How to get a check from Amazon’s new fund of funds

Amazon Catalytic Capital, the e-commerce giant’s new $150m fund of funds, has already backed four funds. Here’s what it’s looking for.

Amazon’s new fund of funds is being “very selective” with the VC funds it supports, but it has $150 million to spend for those that fit its investment goals, the head of the fund told Venture Capital Journal.

To start with, it is important to understand that the fund focuses on pre-seed and seed-stage venture funds targeting underrepresented founders, said Zain Gulamali, who oversees Amazon Catalytic Capital.

Zain Gulamali, Amazon Catalytic Capital

“We’re being very selective, and we’re pleased with the demand. We’ve seen hundreds of funds that have expressed an interest in working with us,” Gulamali said. “It also speaks to the fact that there’s a big need out there. We wish we could support and work with all of them, but it’s a journey, so even if we only invest in that 10 to 12 range we’re constantly trying to figure out how Amazon can be supportive of the broader network of funds that are out there.”

The fund has already invested in four firms:

  • Collide Capital, a Black-owned pre-seed and seed-stage fund founded in 2021 and based in Cambridge, Massachusetts. Amazon invested in its $66 million Fund I, which has a portfolio of more than 80 percent Black, Latino and/or female founders.
  • Elevate Future Fund, a fund overseen by New York City-based Energy Impact Partners that invests in underrepresented founders tackling sustainability and clean energy issues.
  • Share Ventures, a Los Angeles-based venture fund and accelerator founded in 2020. Amazon invested in its $50 million debut fund, which creates and invests in companies focused on human capital within a variety of industries.
  • Techstars Rising Stars Fund, a $10 million pre-seed venture fund investing in underrepresented founders of color in the US. The fund is managed by Boulder, Colorado-based Techstars, a global accelerator founded in 2006.

According to a report from social impact firm Kapor Capital, just 1.2 percent of the $147 billion invested in US start-ups in 2021 went to Black founders, and funding for Latino-founded, early-stage startups dropped from 1.5 percent in 2020 to 1.2 percent in 2021.

“Right now, investors are being cautious, and the first group of founders to see that kind of uncertainty is usually underrepresented founders,” Gulamali told VCJ. “This is our first fund-of-funds strategy where we’re investing in funds and accelerators and incubators, whereas our other investment efforts are directly into companies. We thought that this unique approach, plus the return focus and that impact focus, could create something that, in the long run, could change the industry.”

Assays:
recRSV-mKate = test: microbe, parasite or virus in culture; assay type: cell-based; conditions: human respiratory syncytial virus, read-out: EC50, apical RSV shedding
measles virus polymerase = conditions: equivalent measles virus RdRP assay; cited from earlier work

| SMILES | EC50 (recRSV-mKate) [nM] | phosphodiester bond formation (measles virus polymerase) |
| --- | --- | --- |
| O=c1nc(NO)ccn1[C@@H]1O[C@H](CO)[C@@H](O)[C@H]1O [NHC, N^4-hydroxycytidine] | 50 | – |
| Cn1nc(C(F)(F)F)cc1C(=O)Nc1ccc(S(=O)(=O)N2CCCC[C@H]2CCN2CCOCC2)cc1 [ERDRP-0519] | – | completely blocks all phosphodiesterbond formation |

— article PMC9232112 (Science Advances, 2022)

Gulamali sees Amazon Catalytic Capital as a complement to the company’s already established venture capital efforts. “The funds that we’ve invested in to date have been focused in pre-seed and seed stage,” he said. “Many of the direct investing efforts that we have at Amazon generally start at Series A, so this is great because it allows us to dovetail with where those funds are focusing and potentially do follow-on investments in their portfolio companies from our other initiatives.”

Beyond track records

He also noted that because emerging managers are by definition new, many don’t have the historical track record that investors look for when committing to a fund. Amazon Catalytic Capital also looks at the operating experience of the fund’s leaders, their networks and their commitment to supporting underrepresented founders when evaluating investments.

“Some of them have been mentors to other companies for a long time, so as soon as they were able to raise their own funds, they got access to a lot of dealflow because they’ve been adding value in the past,” Gulamali said. “You can almost think of it as an arbitrage opportunity where, because the fund founders effectively had dealflow to them to date, now that they have a fund they have great investment opportunities.”

Amazon Catalytic Capital will provide the portfolio companies of the funds it invests in with a variety of value-add services as well, including mentorship opportunities with Amazon executives, many of whom previously founded companies operating in the same verticals. Further down the line, Amazon will work with the companies to identify possible opportunities for partnerships and product collaboration projects to accelerate growth.

The new fund of funds is just the latest in a string of impact-focused investment initiatives from Amazon. In April 2022, Amazon Web Services launched its direct investing AWS Impact Accelerator to commit $30 million over three years to early-stage startups led by Black, women, Latino and LGBTQIA+ founders. The initiative provides $125,000 and up to $100,000 in AWS credits for founders, along with training, mentoring and technical guidance.

In June 2020, Amazon launched its Climate Pledge Fund with $2 billion in capital to invest directly in climate tech companies operating across transportation and logistics, energy generation, storage and utilization, manufacturing and materials, food and agriculture and other industries. Following the company’s investment into Elevate Future Fund, the two funds are expected to work closely on direct investments in emerging climate tech companies.

In 2015, Amazon launched the Alexa Fund to invest in companies furthering the development of artificial intelligence, robotics and digital health across the consumer and enterprise sectors. The fund, co-led by Gulamali, invests out of its up to $200 million pool.